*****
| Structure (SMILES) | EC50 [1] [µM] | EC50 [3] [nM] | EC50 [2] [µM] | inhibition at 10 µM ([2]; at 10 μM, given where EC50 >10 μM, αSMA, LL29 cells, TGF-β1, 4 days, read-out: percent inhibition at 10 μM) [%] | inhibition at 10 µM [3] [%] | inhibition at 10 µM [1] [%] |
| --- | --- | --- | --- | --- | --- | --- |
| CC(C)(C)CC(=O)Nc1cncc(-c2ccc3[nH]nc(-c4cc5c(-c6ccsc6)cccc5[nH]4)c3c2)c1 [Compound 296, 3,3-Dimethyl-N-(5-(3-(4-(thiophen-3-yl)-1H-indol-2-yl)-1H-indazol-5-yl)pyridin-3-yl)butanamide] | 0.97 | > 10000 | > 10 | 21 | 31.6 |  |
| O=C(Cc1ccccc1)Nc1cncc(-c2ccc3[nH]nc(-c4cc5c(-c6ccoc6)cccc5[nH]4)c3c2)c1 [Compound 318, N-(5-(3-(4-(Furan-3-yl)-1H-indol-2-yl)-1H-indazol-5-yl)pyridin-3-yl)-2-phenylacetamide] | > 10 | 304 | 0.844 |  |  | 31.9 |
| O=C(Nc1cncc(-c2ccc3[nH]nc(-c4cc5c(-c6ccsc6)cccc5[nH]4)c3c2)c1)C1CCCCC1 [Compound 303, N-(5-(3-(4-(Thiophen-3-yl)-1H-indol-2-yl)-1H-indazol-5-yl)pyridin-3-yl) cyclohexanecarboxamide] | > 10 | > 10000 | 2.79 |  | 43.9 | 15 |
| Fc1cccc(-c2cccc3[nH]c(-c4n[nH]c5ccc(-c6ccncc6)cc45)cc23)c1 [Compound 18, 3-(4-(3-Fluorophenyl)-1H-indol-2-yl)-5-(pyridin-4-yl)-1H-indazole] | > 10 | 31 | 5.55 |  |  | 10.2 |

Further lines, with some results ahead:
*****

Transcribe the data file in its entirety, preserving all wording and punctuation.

| Structure (SMILES) | EC50 [1] [µM] | EC50 [3] [nM] | EC50 [2] [µM] | inhibition at 10 µM ([2]; at 10 μM, given where EC50 >10 μM, αSMA, LL29 cells, TGF-β1, 4 days, read-out: percent inhibition at 10 μM) [%] | inhibition at 10 µM [3] [%] | inhibition at 10 µM [1] [%] |
| --- | --- | --- | --- | --- | --- | --- |
| CC(C)(C)CC(=O)Nc1cncc(-c2ccc3[nH]nc(-c4cc5c(-c6ccsc6)cccc5[nH]4)c3c2)c1 [Compound 296, 3,3-Dimethyl-N-(5-(3-(4-(thiophen-3-yl)-1H-indol-2-yl)-1H-indazol-5-yl)pyridin-3-yl)butanamide] | 0.97 | > 10000 | > 10 | 21 | 31.6 |  |
| O=C(Cc1ccccc1)Nc1cncc(-c2ccc3[nH]nc(-c4cc5c(-c6ccoc6)cccc5[nH]4)c3c2)c1 [Compound 318, N-(5-(3-(4-(Furan-3-yl)-1H-indol-2-yl)-1H-indazol-5-yl)pyridin-3-yl)-2-phenylacetamide] | > 10 | 304 | 0.844 |  |  | 31.9 |
| O=C(Nc1cncc(-c2ccc3[nH]nc(-c4cc5c(-c6ccsc6)cccc5[nH]4)c3c2)c1)C1CCCCC1 [Compound 303, N-(5-(3-(4-(Thiophen-3-yl)-1H-indol-2-yl)-1H-indazol-5-yl)pyridin-3-yl) cyclohexanecarboxamide] | > 10 | > 10000 | 2.79 |  | 43.9 | 15 |
| Fc1cccc(-c2cccc3[nH]c(-c4n[nH]c5ccc(-c6ccncc6)cc45)cc23)c1 [Compound 18, 3-(4-(3-Fluorophenyl)-1H-indol-2-yl)-5-(pyridin-4-yl)-1H-indazole] | > 10 | 31 | 5.55 |  |  | 10.2 |

Further lines, with some results ahead: